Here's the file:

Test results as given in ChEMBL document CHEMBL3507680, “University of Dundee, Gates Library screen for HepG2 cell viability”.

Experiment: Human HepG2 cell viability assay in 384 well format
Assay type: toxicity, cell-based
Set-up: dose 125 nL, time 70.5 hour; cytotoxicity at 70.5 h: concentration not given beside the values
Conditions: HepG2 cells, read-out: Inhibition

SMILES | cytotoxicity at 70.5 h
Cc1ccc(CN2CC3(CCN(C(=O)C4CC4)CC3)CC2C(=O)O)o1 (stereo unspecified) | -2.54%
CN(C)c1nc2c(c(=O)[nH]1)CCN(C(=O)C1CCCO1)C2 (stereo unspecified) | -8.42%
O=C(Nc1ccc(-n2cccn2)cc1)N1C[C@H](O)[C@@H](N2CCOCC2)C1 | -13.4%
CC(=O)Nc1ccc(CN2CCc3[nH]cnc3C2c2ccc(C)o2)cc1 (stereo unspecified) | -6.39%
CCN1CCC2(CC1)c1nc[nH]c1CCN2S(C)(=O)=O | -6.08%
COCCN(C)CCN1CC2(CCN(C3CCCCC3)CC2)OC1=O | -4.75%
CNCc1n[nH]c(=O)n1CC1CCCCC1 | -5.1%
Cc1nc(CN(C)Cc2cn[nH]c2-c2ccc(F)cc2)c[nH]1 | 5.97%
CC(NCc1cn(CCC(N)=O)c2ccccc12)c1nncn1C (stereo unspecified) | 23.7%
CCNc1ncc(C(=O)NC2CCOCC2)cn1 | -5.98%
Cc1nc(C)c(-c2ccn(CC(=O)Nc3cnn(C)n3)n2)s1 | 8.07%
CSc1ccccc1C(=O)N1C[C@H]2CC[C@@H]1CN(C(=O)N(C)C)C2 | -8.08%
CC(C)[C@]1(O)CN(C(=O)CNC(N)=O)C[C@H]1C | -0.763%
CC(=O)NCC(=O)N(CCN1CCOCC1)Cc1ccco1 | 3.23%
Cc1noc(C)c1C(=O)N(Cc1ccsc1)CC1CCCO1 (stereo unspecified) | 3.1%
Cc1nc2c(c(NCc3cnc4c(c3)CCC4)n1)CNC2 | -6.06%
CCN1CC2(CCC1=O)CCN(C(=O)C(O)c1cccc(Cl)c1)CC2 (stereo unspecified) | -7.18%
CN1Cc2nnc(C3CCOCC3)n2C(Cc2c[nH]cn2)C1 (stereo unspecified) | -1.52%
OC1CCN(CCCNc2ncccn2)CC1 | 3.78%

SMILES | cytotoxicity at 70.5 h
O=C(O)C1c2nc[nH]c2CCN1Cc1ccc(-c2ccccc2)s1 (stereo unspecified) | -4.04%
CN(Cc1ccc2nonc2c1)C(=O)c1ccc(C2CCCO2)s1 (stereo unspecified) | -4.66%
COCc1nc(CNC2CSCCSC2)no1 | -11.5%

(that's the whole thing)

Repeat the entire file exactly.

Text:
Test results as given in ChEMBL document CHEMBL3507680, “University of Dundee, Gates Library screen for HepG2 cell viability”.

Experiment: Human HepG2 cell viability assay in 384 well format
Assay type: toxicity, cell-based
Set-up: dose 125 nL, time 70.5 hour; cytotoxicity at 70.5 h: concentration not given beside the values
Conditions: HepG2 cells, read-out: Inhibition

SMILES | cytotoxicity at 70.5 h
Cc1ccc(CN2CC3(CCN(C(=O)C4CC4)CC3)CC2C(=O)O)o1 (stereo unspecified) | -2.54%
CN(C)c1nc2c(c(=O)[nH]1)CCN(C(=O)C1CCCO1)C2 (stereo unspecified) | -8.42%
O=C(Nc1ccc(-n2cccn2)cc1)N1C[C@H](O)[C@@H](N2CCOCC2)C1 | -13.4%
CC(=O)Nc1ccc(CN2CCc3[nH]cnc3C2c2ccc(C)o2)cc1 (stereo unspecified) | -6.39%
CCN1CCC2(CC1)c1nc[nH]c1CCN2S(C)(=O)=O | -6.08%
COCCN(C)CCN1CC2(CCN(C3CCCCC3)CC2)OC1=O | -4.75%
CNCc1n[nH]c(=O)n1CC1CCCCC1 | -5.1%
Cc1nc(CN(C)Cc2cn[nH]c2-c2ccc(F)cc2)c[nH]1 | 5.97%
CC(NCc1cn(CCC(N)=O)c2ccccc12)c1nncn1C (stereo unspecified) | 23.7%
CCNc1ncc(C(=O)NC2CCOCC2)cn1 | -5.98%
Cc1nc(C)c(-c2ccn(CC(=O)Nc3cnn(C)n3)n2)s1 | 8.07%
CSc1ccccc1C(=O)N1C[C@H]2CC[C@@H]1CN(C(=O)N(C)C)C2 | -8.08%
CC(C)[C@]1(O)CN(C(=O)CNC(N)=O)C[C@H]1C | -0.763%
CC(=O)NCC(=O)N(CCN1CCOCC1)Cc1ccco1 | 3.23%
Cc1noc(C)c1C(=O)N(Cc1ccsc1)CC1CCCO1 (stereo unspecified) | 3.1%
Cc1nc2c(c(NCc3cnc4c(c3)CCC4)n1)CNC2 | -6.06%
CCN1CC2(CCC1=O)CCN(C(=O)C(O)c1cccc(Cl)c1)CC2 (stereo unspecified) | -7.18%
CN1Cc2nnc(C3CCOCC3)n2C(Cc2c[nH]cn2)C1 (stereo unspecified) | -1.52%
OC1CCN(CCCNc2ncccn2)CC1 | 3.78%

SMILES | cytotoxicity at 70.5 h
O=C(O)C1c2nc[nH]c2CCN1Cc1ccc(-c2ccccc2)s1 (stereo unspecified) | -4.04%
CN(Cc1ccc2nonc2c1)C(=O)c1ccc(C2CCCO2)s1 (stereo unspecified) | -4.66%
COCc1nc(CNC2CSCCSC2)no1 | -11.5%